WHILE MILLIONS of tourists visit the American capital to get in touch with history, Fergus M. Bordewich believes that parts of Washington’s story are still untold. His new book, ‘Washington: The Making of the American Capital,’ portrays a nascent city wracked by fiscal malfeasance and legislated by back-room machinations. Mr. Bordewich also explores the unsung contributions of slaves who did everything from baking bricks for construction to clearing trees for the former pasture’s development. ‘Slavery was embedded in the city’s magnificent buildings that now symbolize American democracy,’ he says.
ON MARCH 29, 1791, President George Washington set out on horseback to get a first-hand look at the densely wooded area along the Potomac River that would become the site of America's capital. A surveyor had found the place unimpressive, noting that "for near seven miles on it there is not one house that has any floor except the earth," but Washington pictured a city of wide, tree-lined avenues, majestic buildings and monuments worthy of a great republic. His vision would eventually be realized but only after a long, torturous struggle.
On that March morning, Washington was joined by Peter Charles L'Enfant, the French architect. Fergus Bordewich sets the scene in Washington, his captivating narrative of the capital's creation: "They made an imposing picture, these two tall and commanding men in a country of short people, heavily cloaked against the raw weather, sharing visions of the metropolis they intended to spread across the scrubby plain, animatedly talking of obelisks and squares, philosophical academies . . . and streets that radiated like sunbursts from the stately centers of government."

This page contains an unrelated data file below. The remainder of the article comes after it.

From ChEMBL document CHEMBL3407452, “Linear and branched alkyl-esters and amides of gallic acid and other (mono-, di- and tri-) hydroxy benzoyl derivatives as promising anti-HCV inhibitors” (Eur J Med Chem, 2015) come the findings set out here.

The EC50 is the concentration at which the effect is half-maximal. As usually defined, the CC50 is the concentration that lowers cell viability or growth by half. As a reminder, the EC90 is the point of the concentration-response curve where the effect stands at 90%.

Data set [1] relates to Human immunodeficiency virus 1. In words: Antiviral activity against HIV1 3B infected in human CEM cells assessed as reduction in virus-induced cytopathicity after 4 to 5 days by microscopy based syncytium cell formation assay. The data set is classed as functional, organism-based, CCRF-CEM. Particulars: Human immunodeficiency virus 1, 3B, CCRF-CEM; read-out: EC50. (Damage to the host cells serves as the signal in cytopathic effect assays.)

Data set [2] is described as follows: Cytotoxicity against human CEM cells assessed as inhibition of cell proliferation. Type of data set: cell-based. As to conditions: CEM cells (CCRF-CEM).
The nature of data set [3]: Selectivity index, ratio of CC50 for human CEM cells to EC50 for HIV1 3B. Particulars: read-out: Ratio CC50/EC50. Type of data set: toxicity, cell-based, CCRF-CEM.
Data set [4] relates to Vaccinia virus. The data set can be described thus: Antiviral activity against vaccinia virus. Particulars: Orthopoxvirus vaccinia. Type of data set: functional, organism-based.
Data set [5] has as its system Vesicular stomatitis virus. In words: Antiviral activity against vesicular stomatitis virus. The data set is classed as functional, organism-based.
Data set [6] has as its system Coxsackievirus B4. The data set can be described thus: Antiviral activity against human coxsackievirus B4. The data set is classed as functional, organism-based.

L'Enfant boldly predicted that, within a decade, the capital's population would reach 600,000. But he was as unrealistic as he was visionary. A year later, he would be fired, and the capital project would face the first of several brushes with bankruptcy. Five years later, little more had been accomplished but the cutting down of trees to make room for the city's main thoroughfares.
How did the federal district, as it was called, come to be situated on the Potomac in the first place? Like so much in America's history, race and regionalism played a part. Mr. Bordewich begins his narrative in New York City, where Congress, meeting in temporary quarters, is deadlocked over what to do with the massive debts that the states incurred during the Revolutionary War. A compromise is reached: James Madison, a Virginian, will support a proposal made by Alexander Hamilton—to let the federal government assume all state debts—if Hamilton, a New Yorker, will support the creation of a capital in the South. The deal was brokered over dinner at Thomas Jefferson's Manhattan townhouse at 57 Maiden Lane.
The deal sent shockwaves through Congress. Philadelphian Benjamin Rush saw the move as an ill- conceived power grab by the pro-slavery faction, writing in horror to Vice President John Adams: "Negro slaves will be your servants by day, mosquitos your sentinels by night, and bilious fevers your companions every summer and fall." To mollify the Northerners, Congress voted to make Philadelphia the temporary capital for 10 years. If the new city on the Potomac was not ready by 1800, Congress would vote on another location, possibly Philadelphia, a horrifying prospect to pro-slavery Southerners.